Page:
Over the years, many musicians have taken classical music into venues that seem a little out of character.
Cellist Zuill Bailey has performed more than once with Alaska's acclaimed Hiland Mountain Correctional Center Women’s Orchestra, formed in 2003. On HBO's Oz, Bailey played a cellist who was serving a jail sentence, meaning Bach could be heard throughout the cell block.
Another cellist, Matt Haimovitz, has played several unconventional venues. Same for Carpe Diem String Quartet—co-founder and violinist Charles Wetherbee often says, "If we want listeners to step into our world, we must be willing to step into theirs."
Such was the case when conductor James Blachly took the 70-piece Experiential Orchestra into Dock 5, a club in the historic Union Market district in Washington, D.C. He proclaimed they had started "a revolution in classical music," according to Classical music critic Anne Midgette, who attended the event and wrote about it for The Washington Post in The Classical Beat.
Problem was, Blachly expected the crowd to stand quietly and listen to the music, rather than do what club crowds do—mingle, chat, tweet, post photos on Instagram and Snapchat and hear the music as part of the environment.
It was not well received.
I remember an event ProMusica Chamber Orchestra used to stage, called Prancing with ProMusica. It was held in an arena at the Ohio State Fairgrounds in conjunction with Equine Affaire, which offered, among other things, a horse and rider competition. The orchestra played while various types of horses performed—gaited horses, miniature horses, Clydesdales, Arabians and many others.
One piece featured a hunting theme, with riders in full hunting garb on their mounts, set to music by Johann Strauss. All went well until a truck full of beagles, tethered in pairs, pulled into the ring and released the hounds. They had apparently been cooped up a little too long. Several had to "do their business," which is tough when the other beagle is trying to run. Then there was the requisite sniffing and baying going on.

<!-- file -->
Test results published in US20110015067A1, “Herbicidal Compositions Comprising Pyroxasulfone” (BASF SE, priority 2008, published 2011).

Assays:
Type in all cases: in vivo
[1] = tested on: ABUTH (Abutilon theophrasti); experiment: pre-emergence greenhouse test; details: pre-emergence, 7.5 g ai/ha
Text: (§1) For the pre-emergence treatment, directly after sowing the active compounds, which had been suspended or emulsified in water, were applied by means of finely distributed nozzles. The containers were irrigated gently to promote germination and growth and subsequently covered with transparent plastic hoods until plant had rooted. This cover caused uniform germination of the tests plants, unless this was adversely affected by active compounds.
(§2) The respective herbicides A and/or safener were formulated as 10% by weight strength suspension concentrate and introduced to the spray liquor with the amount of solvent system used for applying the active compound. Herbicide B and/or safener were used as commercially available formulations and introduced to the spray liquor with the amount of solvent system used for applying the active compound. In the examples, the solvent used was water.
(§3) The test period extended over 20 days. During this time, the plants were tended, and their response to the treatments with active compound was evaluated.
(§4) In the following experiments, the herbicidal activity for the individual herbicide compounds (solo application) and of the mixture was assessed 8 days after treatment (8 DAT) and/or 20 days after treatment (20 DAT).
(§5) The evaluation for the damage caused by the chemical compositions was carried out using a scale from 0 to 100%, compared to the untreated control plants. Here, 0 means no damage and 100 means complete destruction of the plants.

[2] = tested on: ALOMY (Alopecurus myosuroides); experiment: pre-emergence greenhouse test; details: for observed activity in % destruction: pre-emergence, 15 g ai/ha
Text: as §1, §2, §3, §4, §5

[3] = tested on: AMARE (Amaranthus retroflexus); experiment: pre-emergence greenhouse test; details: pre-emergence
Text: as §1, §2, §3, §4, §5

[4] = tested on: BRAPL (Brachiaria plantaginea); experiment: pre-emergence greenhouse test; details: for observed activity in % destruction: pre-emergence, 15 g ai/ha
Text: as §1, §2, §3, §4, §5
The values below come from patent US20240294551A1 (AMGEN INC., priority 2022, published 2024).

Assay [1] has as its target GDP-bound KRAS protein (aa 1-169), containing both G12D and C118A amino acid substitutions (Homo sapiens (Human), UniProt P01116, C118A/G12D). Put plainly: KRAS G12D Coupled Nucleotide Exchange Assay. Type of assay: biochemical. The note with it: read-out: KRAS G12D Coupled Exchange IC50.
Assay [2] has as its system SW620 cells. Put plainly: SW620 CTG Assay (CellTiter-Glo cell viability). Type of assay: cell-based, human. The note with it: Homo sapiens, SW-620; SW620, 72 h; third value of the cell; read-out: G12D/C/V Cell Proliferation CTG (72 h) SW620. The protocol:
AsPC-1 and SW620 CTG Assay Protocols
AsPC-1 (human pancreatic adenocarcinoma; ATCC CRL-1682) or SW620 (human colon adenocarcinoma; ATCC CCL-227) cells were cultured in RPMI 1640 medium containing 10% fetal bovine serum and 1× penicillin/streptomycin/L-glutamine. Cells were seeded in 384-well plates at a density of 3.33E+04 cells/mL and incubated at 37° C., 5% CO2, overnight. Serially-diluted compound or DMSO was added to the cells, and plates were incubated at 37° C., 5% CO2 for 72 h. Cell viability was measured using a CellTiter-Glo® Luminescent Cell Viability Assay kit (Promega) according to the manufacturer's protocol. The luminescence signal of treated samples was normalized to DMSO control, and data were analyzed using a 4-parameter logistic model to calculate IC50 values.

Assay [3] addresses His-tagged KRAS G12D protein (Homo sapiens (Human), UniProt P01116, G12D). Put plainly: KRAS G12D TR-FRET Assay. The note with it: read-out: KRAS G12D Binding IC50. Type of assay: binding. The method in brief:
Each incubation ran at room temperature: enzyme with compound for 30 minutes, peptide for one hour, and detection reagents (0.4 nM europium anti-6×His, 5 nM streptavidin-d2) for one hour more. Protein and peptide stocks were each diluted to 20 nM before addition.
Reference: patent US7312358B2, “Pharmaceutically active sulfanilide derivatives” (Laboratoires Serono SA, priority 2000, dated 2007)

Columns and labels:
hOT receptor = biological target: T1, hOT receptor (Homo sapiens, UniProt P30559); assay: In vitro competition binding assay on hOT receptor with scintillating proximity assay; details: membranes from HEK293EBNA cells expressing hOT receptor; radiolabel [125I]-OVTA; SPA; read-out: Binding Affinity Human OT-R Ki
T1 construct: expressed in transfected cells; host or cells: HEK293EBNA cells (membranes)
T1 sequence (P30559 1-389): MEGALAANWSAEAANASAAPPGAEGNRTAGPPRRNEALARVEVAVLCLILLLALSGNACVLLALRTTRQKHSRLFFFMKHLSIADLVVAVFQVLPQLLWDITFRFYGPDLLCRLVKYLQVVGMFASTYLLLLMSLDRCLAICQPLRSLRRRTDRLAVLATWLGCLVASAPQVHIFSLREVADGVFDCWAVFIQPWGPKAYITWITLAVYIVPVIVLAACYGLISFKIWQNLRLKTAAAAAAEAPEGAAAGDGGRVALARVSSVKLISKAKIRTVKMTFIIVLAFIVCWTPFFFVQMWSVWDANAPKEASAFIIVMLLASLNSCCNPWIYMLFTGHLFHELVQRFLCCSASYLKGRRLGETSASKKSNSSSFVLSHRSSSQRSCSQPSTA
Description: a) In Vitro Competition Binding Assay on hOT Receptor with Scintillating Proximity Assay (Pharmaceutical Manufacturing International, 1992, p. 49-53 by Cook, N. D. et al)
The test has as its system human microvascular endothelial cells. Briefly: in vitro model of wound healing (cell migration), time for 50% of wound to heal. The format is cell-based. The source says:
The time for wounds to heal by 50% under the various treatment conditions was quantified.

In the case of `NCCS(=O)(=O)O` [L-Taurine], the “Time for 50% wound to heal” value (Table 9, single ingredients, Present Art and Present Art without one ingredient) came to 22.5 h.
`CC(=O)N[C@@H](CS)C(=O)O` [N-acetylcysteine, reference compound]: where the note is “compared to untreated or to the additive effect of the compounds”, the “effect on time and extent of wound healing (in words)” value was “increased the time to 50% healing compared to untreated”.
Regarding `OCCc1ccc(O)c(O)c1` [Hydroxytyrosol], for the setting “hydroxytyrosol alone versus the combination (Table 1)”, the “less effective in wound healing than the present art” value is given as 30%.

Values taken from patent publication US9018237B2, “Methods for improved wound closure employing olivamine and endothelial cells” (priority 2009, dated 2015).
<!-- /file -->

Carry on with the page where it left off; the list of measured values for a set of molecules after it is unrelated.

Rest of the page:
Needless to say, the audience loved it, laughing until they cried. And the orchestra never missed a beat during that memorable event.
ProMusica now offers the Naked Classics series, with a more casual approach to learning about and enjoying Classical music. Similarly, the Columbus Symphony Orchestra offers free Happy Hour concerts, presenting the orchestra and music in a more laid-back setting.
Along with supporting the CSO Happy Hour concerts as well as many of our local arts organizations, Jack and Zoe Johnstone are taking the music to the audience with their offerings of cutting-edge music in free concerts staged around Columbus.
It seems to me that, as arts organizations in general and orchestras in particular look for creative ways to expand their audiences, inviting people to a club setting then expecting them to behave as though they're in a concert hall is a bit of a bait and switch. Kudos to our local performers and presenters for experimenting with new and interesting ways to bring great music and music lovers together.